Sunday, June 8, 2014

The Revenge of the French

I promise that this will end soon, but here’s another observation about something I have learned about food since we started planning a wedding. Beware of any food for which there is no American word. If you have to borrow a word from the French to describe something, it’s probably something guys aren’t going to like. Some examples follow.

I can’t speak for all guys of course, but I feel pretty confident that most guys don’t enjoy having to get all dressed up and go to some swanky black-tie affair with their wives. Part of the problem is those interminable receptions where everybody stands around trying to make conversation with people who they would rather not talk to. When we men are forced to do this we immediately become ferociously hungry. The problem is there is no real food to be had, only tuxedoed waiters bobbing and weaving through the crowd with silver platters of hors d’oeuvres. This is a French word meaning, tiny slivers of food-like substance. The phonetically correct pronunciation of this word should tell us men all we need to know about this sort of thing…hors d’oeuvers…pronounced…Whores dee overs. That’s right, we’re about to be screwed.

So, you’re stuck making small talk with a very rich and very old couple who you’ve never seen before in your life. You’re about to compliment the blue-haired woman on her lovely patterned stockings, (which are actually a severe, debilitating case of varicose veins), when the hors d’oeuvers tray comes by, saving you from this frightful embarrassment. You pick up something called a “crab puff.” It’s actually delicious. You’re about to grab four or five of these beauties and fill your jacket pockets when you look up and the waiter has vanished. God knows when he will be back so you excuse yourself and desperately try to find crab puff guy.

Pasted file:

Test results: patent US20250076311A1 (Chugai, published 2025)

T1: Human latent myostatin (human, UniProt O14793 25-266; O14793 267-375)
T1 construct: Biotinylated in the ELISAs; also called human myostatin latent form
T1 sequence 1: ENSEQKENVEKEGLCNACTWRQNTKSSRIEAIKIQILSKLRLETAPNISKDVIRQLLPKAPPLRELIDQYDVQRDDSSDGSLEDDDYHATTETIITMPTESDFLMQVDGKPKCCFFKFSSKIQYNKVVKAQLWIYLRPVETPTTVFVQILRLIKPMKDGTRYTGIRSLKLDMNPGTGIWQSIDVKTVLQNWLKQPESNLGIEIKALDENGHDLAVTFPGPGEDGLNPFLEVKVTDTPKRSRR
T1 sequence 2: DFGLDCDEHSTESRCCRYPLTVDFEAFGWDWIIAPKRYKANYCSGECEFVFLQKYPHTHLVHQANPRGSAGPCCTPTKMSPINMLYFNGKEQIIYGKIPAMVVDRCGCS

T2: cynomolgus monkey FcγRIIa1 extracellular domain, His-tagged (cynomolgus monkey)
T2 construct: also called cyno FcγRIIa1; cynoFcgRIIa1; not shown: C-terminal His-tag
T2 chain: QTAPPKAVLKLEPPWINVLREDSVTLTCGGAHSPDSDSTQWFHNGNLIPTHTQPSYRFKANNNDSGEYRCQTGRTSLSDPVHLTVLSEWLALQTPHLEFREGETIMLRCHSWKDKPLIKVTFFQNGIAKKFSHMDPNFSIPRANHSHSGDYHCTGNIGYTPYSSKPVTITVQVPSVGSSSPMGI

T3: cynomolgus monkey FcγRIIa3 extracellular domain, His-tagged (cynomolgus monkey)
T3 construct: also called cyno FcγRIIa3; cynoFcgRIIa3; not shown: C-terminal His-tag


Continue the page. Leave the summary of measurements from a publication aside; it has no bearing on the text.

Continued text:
When you finally sit down for the meal, the first thing you’re served is another French specialty…vichyssoise, a French word which can be roughly translated, “why in God’s name is this soup cold?” If you were paying attention in that 20th century history class in college you’ll remember that the Vichy government of France during WWII were the bunch of cowards who collaborated with the Nazis. So, of course any soup named after them would have to be served cold.

Just about the time you think you have finally escaped from this French concentration camp, you’re served your entrée…filet mignon. This French word means roughly, “where is the rest of my steak?” Actually it really means “cute fillet.” Yeah, well only the French would think to describe a cut of beef as “cute.”

Finally, it’s time for dessert. You’re thinking that the only thing that could possibly redeem this mini-meal is a big helping of peach cobbler and ice cream. But then Pierre shows up and places a delicate plate in front of you that has a mint leaf and one raspberry on top of a teacup sized portion of…Crème Brulee.

On your way home you make a quick run by Chick-fil-a and Krispy Kreme.